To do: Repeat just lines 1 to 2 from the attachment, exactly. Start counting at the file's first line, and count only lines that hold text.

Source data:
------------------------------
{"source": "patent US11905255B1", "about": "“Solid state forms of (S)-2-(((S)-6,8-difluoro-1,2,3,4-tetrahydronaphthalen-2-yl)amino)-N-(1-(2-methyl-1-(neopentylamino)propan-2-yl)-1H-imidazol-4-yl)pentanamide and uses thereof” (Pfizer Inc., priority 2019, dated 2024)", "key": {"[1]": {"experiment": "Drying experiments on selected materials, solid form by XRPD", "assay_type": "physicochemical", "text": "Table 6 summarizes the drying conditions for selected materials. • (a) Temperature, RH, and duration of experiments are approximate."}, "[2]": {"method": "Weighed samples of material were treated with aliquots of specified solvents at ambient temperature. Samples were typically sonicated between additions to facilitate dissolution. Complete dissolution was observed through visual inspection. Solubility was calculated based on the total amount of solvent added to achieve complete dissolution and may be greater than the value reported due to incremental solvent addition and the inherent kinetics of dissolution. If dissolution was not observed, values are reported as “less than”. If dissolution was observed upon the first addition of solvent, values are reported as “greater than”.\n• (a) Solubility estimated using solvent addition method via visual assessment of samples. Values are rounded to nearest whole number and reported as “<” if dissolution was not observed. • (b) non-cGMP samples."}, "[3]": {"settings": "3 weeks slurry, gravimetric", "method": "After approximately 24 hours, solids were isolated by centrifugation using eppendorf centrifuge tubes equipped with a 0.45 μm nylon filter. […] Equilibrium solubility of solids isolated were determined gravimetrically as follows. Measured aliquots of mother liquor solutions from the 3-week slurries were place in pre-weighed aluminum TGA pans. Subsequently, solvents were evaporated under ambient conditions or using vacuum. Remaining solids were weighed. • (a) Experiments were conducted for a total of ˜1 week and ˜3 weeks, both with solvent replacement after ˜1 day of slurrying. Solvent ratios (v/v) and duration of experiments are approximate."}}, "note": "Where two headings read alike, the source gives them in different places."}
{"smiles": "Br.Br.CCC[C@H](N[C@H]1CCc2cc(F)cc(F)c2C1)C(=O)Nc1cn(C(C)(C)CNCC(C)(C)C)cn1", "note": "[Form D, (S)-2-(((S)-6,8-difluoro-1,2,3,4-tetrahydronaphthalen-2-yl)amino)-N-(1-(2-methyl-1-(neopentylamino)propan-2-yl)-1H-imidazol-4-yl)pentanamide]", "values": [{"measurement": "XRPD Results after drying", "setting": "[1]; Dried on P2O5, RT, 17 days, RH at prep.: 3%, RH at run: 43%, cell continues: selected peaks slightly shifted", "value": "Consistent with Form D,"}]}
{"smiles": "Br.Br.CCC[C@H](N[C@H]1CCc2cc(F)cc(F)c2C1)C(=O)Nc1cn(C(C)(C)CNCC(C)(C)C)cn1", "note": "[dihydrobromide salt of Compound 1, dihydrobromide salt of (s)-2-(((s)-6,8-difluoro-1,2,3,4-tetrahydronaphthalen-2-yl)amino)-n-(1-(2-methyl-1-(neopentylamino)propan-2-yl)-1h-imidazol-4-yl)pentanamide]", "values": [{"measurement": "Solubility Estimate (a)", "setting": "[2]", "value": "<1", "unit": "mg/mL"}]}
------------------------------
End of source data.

{"source": "patent US11905255B1", "about": "“Solid state forms of (S)-2-(((S)-6,8-difluoro-1,2,3,4-tetrahydronaphthalen-2-yl)amino)-N-(1-(2-methyl-1-(neopentylamino)propan-2-yl)-1H-imidazol-4-yl)pentanamide and uses thereof” (Pfizer Inc., priority 2019, dated 2024)", "key": {"[1]": {"experiment": "Drying experiments on selected materials, solid form by XRPD", "assay_type": "physicochemical", "text": "Table 6 summarizes the drying conditions for selected materials. • (a) Temperature, RH, and duration of experiments are approximate."}, "[2]": {"method": "Weighed samples of material were treated with aliquots of specified solvents at ambient temperature. Samples were typically sonicated between additions to facilitate dissolution. Complete dissolution was observed through visual inspection. Solubility was calculated based on the total amount of solvent added to achieve complete dissolution and may be greater than the value reported due to incremental solvent addition and the inherent kinetics of dissolution. If dissolution was not observed, values are reported as “less than”. If dissolution was observed upon the first addition of solvent, values are reported as “greater than”.\n• (a) Solubility estimated using solvent addition method via visual assessment of samples. Values are rounded to nearest whole number and reported as “<” if dissolution was not observed. • (b) non-cGMP samples."}, "[3]": {"settings": "3 weeks slurry, gravimetric", "method": "After approximately 24 hours, solids were isolated by centrifugation using eppendorf centrifuge tubes equipped with a 0.45 μm nylon filter. […] Equilibrium solubility of solids isolated were determined gravimetrically as follows. Measured aliquots of mother liquor solutions from the 3-week slurries were place in pre-weighed aluminum TGA pans. Subsequently, solvents were evaporated under ambient conditions or using vacuum. Remaining solids were weighed. • (a) Experiments were conducted for a total of ˜1 week and ˜3 weeks, both with solvent replacement after ˜1 day of slurrying. Solvent ratios (v/v) and duration of experiments are approximate."}}, "note": "Where two headings read alike, the source gives them in different places."}
{"smiles": "Br.Br.CCC[C@H](N[C@H]1CCc2cc(F)cc(F)c2C1)C(=O)Nc1cn(C(C)(C)CNCC(C)(C)C)cn1", "note": "[Form D, (S)-2-(((S)-6,8-difluoro-1,2,3,4-tetrahydronaphthalen-2-yl)amino)-N-(1-(2-methyl-1-(neopentylamino)propan-2-yl)-1H-imidazol-4-yl)pentanamide]", "values": [{"measurement": "XRPD Results after drying", "setting": "[1]; Dried on P2O5, RT, 17 days, RH at prep.: 3%, RH at run: 43%, cell continues: selected peaks slightly shifted", "value": "Consistent with Form D,"}]}